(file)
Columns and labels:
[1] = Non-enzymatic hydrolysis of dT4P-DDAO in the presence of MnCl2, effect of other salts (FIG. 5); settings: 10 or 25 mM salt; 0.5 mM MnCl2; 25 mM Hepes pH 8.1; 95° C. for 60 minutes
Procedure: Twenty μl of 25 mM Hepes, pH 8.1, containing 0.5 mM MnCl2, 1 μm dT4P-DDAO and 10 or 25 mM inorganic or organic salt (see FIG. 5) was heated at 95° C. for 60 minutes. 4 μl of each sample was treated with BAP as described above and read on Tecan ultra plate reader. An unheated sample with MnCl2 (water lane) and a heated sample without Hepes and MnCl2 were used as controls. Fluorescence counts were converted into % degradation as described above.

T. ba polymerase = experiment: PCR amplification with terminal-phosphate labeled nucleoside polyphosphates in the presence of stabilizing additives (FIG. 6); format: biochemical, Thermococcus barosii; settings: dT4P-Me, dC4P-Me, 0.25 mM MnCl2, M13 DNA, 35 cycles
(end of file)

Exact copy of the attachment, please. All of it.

Columns and labels:
[1] = Non-enzymatic hydrolysis of dT4P-DDAO in the presence of MnCl2, effect of other salts (FIG. 5); settings: 10 or 25 mM salt; 0.5 mM MnCl2; 25 mM Hepes pH 8.1; 95° C. for 60 minutes
Procedure: Twenty μl of 25 mM Hepes, pH 8.1, containing 0.5 mM MnCl2, 1 μm dT4P-DDAO and 10 or 25 mM inorganic or organic salt (see FIG. 5) was heated at 95° C. for 60 minutes. 4 μl of each sample was treated with BAP as described above and read on Tecan ultra plate reader. An unheated sample with MnCl2 (water lane) and a heated sample without Hepes and MnCl2 were used as controls. Fluorescence counts were converted into % degradation as described above.

T. ba polymerase = experiment: PCR amplification with terminal-phosphate labeled nucleoside polyphosphates in the presence of stabilizing additives (FIG. 6); format: biochemical, Thermococcus barosii; settings: dT4P-Me, dC4P-Me, 0.25 mM MnCl2, M13 DNA, 35 cycles